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OB/GYN EHR vendor DigiChart promotes Rodney Hamilton, MD to president and CEO.


Announcements and Implementations

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Terrebonne General Medical Center (LA) goes live in its admissions area on RightPatient facial recognition software from Atlanta-based M2SYS Technology.


Government and Politics

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The New York Times profiles US CTO Megan Smith, with insiders concluding that while she has a big vision and the president’s ear, she’s also in a position that comes with unclear mandates, minimal budget, and responsibility for outdated technology platforms. The article points out that the newly created United States Digital Service reports to the Office of Management and Budget instead of her office.

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A class action lawsuit filed by doctors against North Carolina’s Department of Health and Human Services over software that incorrectly paid practices Medicaid rates for services provided to Medicare patients lingers on a year later. A family practice doctor says the state owes him $100,000, adding that in his pleas to DHHS, “There was a complete lack of courtesy. Those people have no humanity.” The NCTracks system was developed by CSC at a cost of $484 million, with a significant portion copied from a similar system CSC built for New York City. The US Justice Department sued CSC and New York City in October for Medicaid fraud, claiming that the $1 billion New York system didn’t correctly bill Medicaid secondarily to private insurance. Neither system was related to CSC’s $190 million settlement with the SEC last week over accounting and fraud claims involving the company’s work on the UK’s failed NPfIT project.

Oregon’s proposed 2015-2017 budget includes $3 million for a prison system EHR, which is expected to go live in early 2016.  


Privacy and Security

The US Postal Service announces that a previously reported breach of its systems that exposed the Social Security numbers of 800,000 employees also included medical information on 485,000 current and former employees as well as retirees who had filed for worker’s compensation. The most interesting aspect to me is the huge number of injury claims filed with USPS.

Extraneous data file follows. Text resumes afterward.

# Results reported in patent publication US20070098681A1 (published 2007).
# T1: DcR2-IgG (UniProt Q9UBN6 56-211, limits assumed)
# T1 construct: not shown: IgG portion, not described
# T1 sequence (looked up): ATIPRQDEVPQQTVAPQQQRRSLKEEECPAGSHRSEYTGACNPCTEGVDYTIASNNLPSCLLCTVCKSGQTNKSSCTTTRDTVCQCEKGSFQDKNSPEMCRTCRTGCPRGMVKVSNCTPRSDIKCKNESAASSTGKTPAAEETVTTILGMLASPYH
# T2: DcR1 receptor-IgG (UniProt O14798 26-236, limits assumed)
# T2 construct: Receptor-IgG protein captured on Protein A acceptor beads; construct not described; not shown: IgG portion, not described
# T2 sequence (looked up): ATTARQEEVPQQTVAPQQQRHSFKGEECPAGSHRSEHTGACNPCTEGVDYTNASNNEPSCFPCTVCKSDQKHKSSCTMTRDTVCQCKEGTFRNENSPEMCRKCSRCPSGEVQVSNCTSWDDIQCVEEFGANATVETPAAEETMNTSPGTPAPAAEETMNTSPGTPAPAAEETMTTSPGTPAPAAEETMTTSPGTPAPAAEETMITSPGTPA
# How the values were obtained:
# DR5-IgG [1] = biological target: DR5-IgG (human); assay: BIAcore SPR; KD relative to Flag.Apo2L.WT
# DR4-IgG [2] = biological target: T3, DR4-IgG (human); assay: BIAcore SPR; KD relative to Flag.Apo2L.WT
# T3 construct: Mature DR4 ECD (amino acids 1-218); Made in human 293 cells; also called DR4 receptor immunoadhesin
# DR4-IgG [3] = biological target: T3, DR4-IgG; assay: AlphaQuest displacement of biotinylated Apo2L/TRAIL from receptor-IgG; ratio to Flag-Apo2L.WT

Technology

I mentioned last week that John Olmstead, who runs the ED and surgery departments of The Community Hospital (IN), says in an upcoming Versus webinar that he would like to see a GPS-wayfinding type technology so that hospital visitors could navigate around campus using their smartphones. Readers sent information on two companies that offer such technology:

Connexient offers a smartphone app that provides turn-by-turn navigation to visitors at Robert Wood Johnson University Hospital and will bring six more hospitals live on it in the next few months.

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Madison, WI startup Solomo Technology is using similar technology to help conference attendees locate session rooms. It offers APIs so that developers can integrate its location and content services into their own apps.

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An excellent analysis of the fitness tracker market makes great points:

  • Courts are beginning to accept fitness tracker data in cases ranging from vehicular accidents to worker’s compensation, with resulting privacy concerns.
  • Wearable device manufactures use glossy marketing to position themselves as health and wellness brands instead of step counters. “You will never find a review for Jawbone or Fitbit that says ‘works as advertised’ because no one knows what they’re advertising.”
  • Trackers have penetrated only 3 percent of the market and the washout rate is high.
  • The Scanadu medical tricorder-type device holds great promise, as does senior monitoring app Lively.
  • Companies that have bought a single brand of fitness tracker for employees haven’t seen broadly successful results because people are motivated differently.
  • Users don’t want more data, they want to have devices tell them what to do and to simplify their technology interactions rather than to add new ones.

Other

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This headline from the Rome, GA newspaper succinctly describes a lot of what’s wrong with the US economy. Taxpayer-funded organizations that don’t pay taxes themselves shouldn’t be the only hope of employment growth. At least government hiring didn’t top the list.